Free internet to help poorer pupils study online
Free Internet access is offered for six months to help some disadvantaged young people study online.
The scheme will provide 10,000 households in England with vouchers for Internet access, funded by BT and distributed by the Department of Education.
Most primary and secondary school pupils are still out of school and learning online.
But there have been concerns about a “digital divide” with the loss of poorer pupils.
School Standards Minister Nick Gibb said everything possible would be done to “make sure that no children, regardless of their origins, are left behind because of the coronavirus.”
But there have been warnings that a much larger number of poorer families do not have IT equipment or adequate Internet access and that a social division in education is widening.
Labor MP Siobhan McDonagh, who runs a campaign for fairer online access, says there are 700,000 disadvantaged children without the technology needed to study online at home.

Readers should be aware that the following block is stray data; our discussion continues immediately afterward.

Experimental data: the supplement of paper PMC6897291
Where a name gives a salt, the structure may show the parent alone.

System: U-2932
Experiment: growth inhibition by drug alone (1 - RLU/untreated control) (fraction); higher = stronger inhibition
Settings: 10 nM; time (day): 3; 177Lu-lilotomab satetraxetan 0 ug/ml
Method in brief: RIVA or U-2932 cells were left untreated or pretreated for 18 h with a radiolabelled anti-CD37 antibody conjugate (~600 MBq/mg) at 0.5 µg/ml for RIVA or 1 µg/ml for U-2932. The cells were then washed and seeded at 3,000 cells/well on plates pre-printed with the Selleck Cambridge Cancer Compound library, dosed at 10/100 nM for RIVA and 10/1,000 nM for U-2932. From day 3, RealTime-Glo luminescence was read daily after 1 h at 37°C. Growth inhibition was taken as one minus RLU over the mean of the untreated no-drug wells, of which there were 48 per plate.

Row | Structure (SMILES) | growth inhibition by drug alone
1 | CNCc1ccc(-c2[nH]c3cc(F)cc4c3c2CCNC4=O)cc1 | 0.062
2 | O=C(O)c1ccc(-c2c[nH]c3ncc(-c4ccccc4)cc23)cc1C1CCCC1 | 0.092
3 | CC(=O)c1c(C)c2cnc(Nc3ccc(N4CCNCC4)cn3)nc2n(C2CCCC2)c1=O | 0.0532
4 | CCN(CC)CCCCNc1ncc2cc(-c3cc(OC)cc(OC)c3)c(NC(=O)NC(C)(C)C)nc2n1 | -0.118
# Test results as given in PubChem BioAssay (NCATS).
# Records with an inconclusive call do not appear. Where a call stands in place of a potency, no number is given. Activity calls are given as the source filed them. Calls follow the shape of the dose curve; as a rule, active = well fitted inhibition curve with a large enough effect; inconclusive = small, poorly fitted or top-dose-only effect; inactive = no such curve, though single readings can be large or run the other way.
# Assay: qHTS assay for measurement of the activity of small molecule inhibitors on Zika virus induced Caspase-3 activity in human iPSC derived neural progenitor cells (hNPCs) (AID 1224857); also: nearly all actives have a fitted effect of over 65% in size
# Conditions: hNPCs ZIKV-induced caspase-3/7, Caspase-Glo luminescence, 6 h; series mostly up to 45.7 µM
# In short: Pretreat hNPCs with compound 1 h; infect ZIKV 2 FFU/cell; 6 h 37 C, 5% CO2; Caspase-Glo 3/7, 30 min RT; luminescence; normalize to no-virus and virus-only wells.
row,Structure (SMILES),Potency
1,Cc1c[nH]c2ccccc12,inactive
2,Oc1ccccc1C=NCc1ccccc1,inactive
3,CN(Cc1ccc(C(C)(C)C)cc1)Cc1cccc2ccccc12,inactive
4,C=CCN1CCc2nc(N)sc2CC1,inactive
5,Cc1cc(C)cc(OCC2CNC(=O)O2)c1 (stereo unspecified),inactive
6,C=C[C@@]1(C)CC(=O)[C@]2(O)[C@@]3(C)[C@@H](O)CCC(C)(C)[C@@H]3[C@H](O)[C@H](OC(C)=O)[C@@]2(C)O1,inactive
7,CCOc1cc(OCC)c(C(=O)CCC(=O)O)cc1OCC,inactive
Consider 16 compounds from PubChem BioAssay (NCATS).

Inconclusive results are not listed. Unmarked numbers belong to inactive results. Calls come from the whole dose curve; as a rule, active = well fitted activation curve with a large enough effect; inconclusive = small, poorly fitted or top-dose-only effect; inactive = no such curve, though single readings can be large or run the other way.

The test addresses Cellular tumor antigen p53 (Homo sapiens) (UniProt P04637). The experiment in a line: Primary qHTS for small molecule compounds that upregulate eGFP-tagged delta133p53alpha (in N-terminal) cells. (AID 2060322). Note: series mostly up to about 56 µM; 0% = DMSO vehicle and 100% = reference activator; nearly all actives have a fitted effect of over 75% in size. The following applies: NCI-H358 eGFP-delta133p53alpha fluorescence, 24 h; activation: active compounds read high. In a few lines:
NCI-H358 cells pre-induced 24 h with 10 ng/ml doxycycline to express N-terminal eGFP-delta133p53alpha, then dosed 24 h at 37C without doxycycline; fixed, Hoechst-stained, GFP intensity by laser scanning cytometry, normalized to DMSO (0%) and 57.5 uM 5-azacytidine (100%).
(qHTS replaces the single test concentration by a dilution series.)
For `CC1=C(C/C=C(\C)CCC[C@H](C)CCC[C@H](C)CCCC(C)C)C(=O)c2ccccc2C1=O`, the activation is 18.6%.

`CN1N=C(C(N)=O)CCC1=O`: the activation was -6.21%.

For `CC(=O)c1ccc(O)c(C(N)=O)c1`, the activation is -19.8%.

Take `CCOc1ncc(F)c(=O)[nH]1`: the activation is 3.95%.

Wayne Norrie, CEO of the Greenwood Academies Trust, has warned that many families in his schools rely on mobile phone data for an Internet connection.
This is not “realistic” for online learning, he told the BBC when schools went online in the weeks following the blockade.
“Many don’t have broadband contracts,” said Norrie.
The scheme between BT and the Department of Education will provide vouchers for free access to five million Wi-Fi hotspots.
Local authorities and academies will be asked to bid for families in their schools without Internet access or who cannot afford data and the Department of Education will decide on assignments.
A scheme launched in April has promised to lend laptops to disadvantaged young people, with 100,000 so far disbursed out of the expected 200,000.
BT’s Marc Allera said the free wi-fi system would allow thousands of children to “keep up with their important digital learning and online schoolwork for the rest of the period and during the summer and fall holidays.”